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The Honolulu Advertiser

Posted on: Thursday, March 13, 2003

Here's our wish list to improve care homes

As the Hawai'i Legislature crafts a bill to better protect the residents of adult residential care homes, it's important to differentiate between annual re-licensing inspections and spot checks.

We understand that licensing inspections take several hours and that operators need fair warning so they can pull the necessary records, among other tasks.

It is reasonable, then, to schedule such inspections. Not only do the care home operators need time to prepare, they should have advance warning so both staff and patients will be on hand.

Spot inspections, however, should be a surprise — and that means wholly unannounced — so that staff can't sweep any dirt under the carpet, so to speak. Inspectors absolutely must get an accurate real-time picture of the health and safety of the residents.

A House bill is striving to reach a compromise on this issue by proposing that care-home operators be notified of the tentative dates of annual inspections, but also subject them to at least one surprise spot check a year.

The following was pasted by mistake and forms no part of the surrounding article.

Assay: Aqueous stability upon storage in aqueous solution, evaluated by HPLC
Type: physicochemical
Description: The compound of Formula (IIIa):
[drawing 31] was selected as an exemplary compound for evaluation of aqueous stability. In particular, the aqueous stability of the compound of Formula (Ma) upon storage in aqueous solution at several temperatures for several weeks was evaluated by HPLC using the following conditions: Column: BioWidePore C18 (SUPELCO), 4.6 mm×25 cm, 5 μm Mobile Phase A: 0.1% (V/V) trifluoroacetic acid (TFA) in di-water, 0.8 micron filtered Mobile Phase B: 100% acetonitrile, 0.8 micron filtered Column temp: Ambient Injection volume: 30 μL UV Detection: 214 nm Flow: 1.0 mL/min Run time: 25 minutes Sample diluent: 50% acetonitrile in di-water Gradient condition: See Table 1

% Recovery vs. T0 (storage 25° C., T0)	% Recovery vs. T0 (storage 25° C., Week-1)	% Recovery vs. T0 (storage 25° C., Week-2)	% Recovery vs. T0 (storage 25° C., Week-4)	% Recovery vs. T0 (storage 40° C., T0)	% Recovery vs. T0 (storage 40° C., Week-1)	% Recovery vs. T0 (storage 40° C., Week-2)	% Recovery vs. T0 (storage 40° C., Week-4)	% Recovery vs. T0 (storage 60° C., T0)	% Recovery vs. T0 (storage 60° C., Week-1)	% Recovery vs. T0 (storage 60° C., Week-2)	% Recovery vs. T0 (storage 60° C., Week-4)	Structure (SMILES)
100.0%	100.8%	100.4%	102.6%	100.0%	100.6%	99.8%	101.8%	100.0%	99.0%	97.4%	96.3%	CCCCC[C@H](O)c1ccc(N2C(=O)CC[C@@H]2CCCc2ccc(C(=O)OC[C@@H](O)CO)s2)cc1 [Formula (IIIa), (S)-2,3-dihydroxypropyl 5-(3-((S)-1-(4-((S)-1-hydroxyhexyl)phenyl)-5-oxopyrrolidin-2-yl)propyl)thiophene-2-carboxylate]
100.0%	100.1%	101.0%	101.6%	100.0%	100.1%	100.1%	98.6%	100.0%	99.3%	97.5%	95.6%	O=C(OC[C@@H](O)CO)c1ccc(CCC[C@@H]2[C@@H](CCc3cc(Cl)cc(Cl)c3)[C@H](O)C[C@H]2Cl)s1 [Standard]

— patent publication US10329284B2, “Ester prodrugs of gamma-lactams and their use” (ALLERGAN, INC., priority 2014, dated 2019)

Those unannounced spot checks should not be cursory. In fact, we recommend that a registered nurse familiar with geriatric medicine accompany an inspector and check for bed sores and other ailments. We can't stress enough how these festering ulcers can be fatal if not spotted early enough.

As for state volunteer programs, we're glad that trained volunteers have the authority to go into care homes to visit with residents and look out for irregularities.

But there aren't enough volunteers. Anyone interested in volunteering should call the state Executive Office on Aging at 586-0100.

Lastly, state elder care ombudsmen have heard numerous complaints from people who say they have to make appointments to visit relatives in care homes. If that's the case, it's most unfortunate.

Like hospitals, care homes should post regular visiting hours. If relatives are forced to make an appointment, they're bound to become suspicious about the condition of their loved one.

Rather than foster such suspicion, it's best to allow visits at reasonable times. It's good for the residents. It's good for the relatives.

And if it's inconvenient for care home operators, perhaps they should consider a different line of work.